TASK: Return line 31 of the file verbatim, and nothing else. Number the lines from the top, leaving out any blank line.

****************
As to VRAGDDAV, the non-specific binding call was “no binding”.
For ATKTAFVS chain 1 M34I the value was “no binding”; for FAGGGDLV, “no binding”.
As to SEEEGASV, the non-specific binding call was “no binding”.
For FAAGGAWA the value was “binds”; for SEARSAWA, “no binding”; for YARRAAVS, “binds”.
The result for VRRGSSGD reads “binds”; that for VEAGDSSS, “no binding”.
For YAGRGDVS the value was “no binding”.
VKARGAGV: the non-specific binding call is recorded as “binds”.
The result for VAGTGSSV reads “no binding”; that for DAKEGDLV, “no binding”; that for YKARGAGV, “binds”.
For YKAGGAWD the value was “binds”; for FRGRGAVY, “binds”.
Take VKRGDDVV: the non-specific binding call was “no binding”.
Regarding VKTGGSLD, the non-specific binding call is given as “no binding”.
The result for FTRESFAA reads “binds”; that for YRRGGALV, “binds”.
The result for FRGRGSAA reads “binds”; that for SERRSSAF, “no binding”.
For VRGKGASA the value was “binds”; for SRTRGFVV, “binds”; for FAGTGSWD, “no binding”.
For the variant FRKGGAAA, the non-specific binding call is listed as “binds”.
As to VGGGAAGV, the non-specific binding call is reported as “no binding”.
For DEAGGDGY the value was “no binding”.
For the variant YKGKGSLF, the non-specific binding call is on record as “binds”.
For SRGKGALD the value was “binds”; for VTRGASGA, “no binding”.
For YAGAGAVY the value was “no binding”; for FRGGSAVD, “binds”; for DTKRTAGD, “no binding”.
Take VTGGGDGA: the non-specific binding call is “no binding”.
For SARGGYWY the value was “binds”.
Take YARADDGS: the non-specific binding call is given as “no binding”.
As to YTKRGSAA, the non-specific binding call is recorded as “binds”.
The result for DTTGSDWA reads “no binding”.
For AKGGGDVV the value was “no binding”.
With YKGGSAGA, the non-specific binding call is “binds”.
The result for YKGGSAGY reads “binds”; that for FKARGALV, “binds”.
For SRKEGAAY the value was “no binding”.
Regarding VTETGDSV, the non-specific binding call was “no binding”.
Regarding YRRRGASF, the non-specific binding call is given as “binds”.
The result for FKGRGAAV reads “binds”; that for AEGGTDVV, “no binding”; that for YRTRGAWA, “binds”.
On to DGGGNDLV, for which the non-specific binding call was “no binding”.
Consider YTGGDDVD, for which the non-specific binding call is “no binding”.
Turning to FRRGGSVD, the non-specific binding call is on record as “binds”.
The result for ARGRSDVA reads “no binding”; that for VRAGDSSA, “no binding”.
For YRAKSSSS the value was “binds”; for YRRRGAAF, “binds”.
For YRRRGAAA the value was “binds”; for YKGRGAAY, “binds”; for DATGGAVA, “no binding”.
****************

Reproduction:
Regarding YRRRGASF, the non-specific binding call is given as “binds”.